Frank Ritter
512 Rider Bld
University Park
8654453
School of IST
ritter@ist.psu.edu
Office hours: M 34, W 45 pm 512 Rider, and by appointment
TABLE OF CONTENTS

Please note, this is a live document. Changes announced in class and on the list server will be incorporated from time to time. Announcements in class and their mirror here are the definative version.
Introduction to formal languages, mathematical logic, and discrete mathematics, with applications to information sciences and technology. The course will consist of a number of modules, each introducing a group of mathematical concepts and presenting applications of those concepts to problems of information storage, information retrieval, information management, etc. in both computers and humans.
IST 230 is one of the five introductory core courses for the Baccalaureate degree program in Information Sciences and Technology. The purpose of IST 230 is to provide students with an understanding of an array of mathematical concepts and methods that form the foundation of modern information science, in a form that will be relevant and useful for IST students. Exams and assignments will be used to assess that understanding.
IST 230 will draw some of its material from several mathematical disciplines: formal language theory, mathematical logic, and discrete mathematics. Indepth treatments of each of these subjects are offered elsewhere in the University as advanced mathematics and computer science courses. The difference is that IST 230 will present these concepts in a more elementary way than CSE260, with more emphasis on IST applications. Understanding of these concepts will be tested through assignments and examinations.
IST 230 can be viewed as a small number of modules. Each module will introduce a group of mathematical concepts and present applications of those concepts to problems of information storage, information retrieval, information management, in both humans and machines. These include: Module 1: induction and recursion; Module 2: set, relations, functions, numbers; Module 3: graphs and trees; Module 4: logic and boolean algebra; Module 5: combinatorics and probability; Module 6:grammars, languages and finite state. These vary slightly from the text, which we will follow for convenience.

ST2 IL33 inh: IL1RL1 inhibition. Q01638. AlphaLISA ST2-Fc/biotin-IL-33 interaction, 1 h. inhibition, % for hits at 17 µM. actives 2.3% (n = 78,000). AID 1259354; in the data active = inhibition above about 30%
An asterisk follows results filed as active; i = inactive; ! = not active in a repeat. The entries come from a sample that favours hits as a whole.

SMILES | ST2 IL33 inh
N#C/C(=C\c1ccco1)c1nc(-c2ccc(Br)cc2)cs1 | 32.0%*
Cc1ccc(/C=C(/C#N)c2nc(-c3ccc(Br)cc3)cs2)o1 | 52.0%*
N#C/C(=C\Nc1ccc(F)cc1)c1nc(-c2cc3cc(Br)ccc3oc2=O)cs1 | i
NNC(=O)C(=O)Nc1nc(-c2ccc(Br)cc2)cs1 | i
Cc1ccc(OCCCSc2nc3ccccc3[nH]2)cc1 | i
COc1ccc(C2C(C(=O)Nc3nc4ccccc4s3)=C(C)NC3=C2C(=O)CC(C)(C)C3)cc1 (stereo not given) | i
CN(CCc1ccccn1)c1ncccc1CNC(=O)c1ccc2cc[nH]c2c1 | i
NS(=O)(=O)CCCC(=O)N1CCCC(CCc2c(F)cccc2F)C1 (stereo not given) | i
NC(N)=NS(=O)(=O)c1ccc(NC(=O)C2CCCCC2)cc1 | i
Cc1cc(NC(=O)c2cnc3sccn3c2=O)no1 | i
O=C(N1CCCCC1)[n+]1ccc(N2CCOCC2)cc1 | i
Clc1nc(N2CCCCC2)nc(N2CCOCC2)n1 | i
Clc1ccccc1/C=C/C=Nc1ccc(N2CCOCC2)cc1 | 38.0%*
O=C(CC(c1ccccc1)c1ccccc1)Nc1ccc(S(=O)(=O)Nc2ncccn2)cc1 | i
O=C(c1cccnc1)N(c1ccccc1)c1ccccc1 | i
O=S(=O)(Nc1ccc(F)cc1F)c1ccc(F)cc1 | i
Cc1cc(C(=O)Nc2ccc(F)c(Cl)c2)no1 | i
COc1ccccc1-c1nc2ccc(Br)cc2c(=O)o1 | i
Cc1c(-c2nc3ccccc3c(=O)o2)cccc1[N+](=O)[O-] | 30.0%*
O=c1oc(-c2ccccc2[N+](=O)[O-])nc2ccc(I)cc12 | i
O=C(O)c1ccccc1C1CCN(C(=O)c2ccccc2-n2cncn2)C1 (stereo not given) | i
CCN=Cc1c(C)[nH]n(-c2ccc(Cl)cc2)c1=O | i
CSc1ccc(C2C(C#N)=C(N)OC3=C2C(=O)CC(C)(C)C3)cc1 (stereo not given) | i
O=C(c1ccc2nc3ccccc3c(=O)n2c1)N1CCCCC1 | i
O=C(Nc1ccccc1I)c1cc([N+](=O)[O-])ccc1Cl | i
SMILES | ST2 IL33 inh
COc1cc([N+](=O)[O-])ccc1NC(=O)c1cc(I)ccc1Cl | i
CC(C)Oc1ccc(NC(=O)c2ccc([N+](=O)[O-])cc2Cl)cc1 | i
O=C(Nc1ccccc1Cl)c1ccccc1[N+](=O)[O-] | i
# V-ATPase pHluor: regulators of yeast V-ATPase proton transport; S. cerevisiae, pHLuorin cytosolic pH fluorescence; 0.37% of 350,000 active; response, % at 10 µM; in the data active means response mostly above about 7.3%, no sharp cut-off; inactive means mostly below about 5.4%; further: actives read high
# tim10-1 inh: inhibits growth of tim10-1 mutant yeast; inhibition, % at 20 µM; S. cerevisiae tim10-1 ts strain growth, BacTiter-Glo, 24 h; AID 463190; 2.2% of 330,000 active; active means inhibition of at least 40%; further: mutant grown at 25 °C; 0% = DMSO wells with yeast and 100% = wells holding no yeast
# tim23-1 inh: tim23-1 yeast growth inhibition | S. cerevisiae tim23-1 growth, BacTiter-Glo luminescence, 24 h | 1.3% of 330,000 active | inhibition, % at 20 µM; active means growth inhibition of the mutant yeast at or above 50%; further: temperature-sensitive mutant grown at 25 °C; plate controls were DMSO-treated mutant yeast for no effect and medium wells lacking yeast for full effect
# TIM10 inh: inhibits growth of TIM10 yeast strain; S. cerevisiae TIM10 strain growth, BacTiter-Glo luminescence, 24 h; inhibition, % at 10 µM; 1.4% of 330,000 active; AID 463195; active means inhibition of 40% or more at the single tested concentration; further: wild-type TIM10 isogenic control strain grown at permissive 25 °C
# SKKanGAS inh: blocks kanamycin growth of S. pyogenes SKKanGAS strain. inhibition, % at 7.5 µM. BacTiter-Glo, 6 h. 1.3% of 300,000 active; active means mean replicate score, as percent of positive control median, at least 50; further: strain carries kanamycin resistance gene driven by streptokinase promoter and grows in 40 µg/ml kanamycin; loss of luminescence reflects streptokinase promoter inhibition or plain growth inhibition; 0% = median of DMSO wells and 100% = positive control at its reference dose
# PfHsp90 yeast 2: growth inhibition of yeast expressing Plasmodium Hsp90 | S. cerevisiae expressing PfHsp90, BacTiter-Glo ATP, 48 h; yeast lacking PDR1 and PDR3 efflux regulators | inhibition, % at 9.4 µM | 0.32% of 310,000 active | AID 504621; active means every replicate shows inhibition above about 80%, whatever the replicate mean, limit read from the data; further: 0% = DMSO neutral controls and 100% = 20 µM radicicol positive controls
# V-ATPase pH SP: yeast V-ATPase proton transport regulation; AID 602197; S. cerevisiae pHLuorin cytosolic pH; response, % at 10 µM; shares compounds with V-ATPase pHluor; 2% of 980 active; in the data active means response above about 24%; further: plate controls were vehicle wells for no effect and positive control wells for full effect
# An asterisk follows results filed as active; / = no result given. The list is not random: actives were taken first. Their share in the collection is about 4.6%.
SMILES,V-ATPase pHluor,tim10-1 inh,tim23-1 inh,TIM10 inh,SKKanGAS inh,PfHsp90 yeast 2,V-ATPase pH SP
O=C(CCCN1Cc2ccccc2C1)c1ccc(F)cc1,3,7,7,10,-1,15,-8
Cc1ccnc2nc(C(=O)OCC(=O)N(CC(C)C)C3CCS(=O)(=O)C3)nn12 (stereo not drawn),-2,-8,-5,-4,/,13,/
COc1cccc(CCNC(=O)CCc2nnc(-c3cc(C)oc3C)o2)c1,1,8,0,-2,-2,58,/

We will explore these topics through inclass presentations, homework sets, discussions, readings (from both text and online sources), exercises (done in groups assigned the first week), and exams.
At the conclusion of this course, students will be able to:
Note to students with disabilities: It is Penn State's policy to not discriminate against qualified students with documented disabilities in its educational programs. If you have a disabilityrelated need for modifications in your testing situation, your instructor should be notified during the first week of classes so that your needs can be accommodated. You will be asked to present documentation from the Office of Disability Services (located in 105 Boucke Building) that describes the nature of your disability and the recommended remedy. You may refer to the Nondiscrimination Policy in the Student Guide to University Policies and Rules 1999.
Americans with Disabilities Act: The School of Information Sciences and Technology (IST) welcomes persons with disabilities to all of its classes, programs, and events. If you need accommodations, or have questions about access to buildings where IST activities are held, please contact the Dean's Office (814) 8653528 in advance of your participation or visit. If you need assistance during a class, program, or event, please contact any member of our staff or faculty in charge.
Teaching Staff and Structure. Dr. Frank Ritter is the course coordinator. There are also a teaching assistant (TA). The TA for our section is Dr. David Mudgett (email: drm1@psu.edu, phone 8654455).
The IST 230 Web Site. This course has an active web page that contains the syllabus, assignments, links to useful sites, and other valuable material (such as how to correctly prepare assignments, citations templates, and other academic and recreational information). We will post latebreaking information and updates to the web page. This page can currently be found at uniform resource locator (URL) ritter.ist.psu.edu/ist230, and later will be available through links from the IST home page via course listings.